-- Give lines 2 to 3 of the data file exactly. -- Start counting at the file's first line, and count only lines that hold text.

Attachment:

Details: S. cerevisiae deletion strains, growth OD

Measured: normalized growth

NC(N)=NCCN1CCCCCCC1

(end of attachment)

Measured: normalized growth

NC(N)=NCCN1CCCCCCC1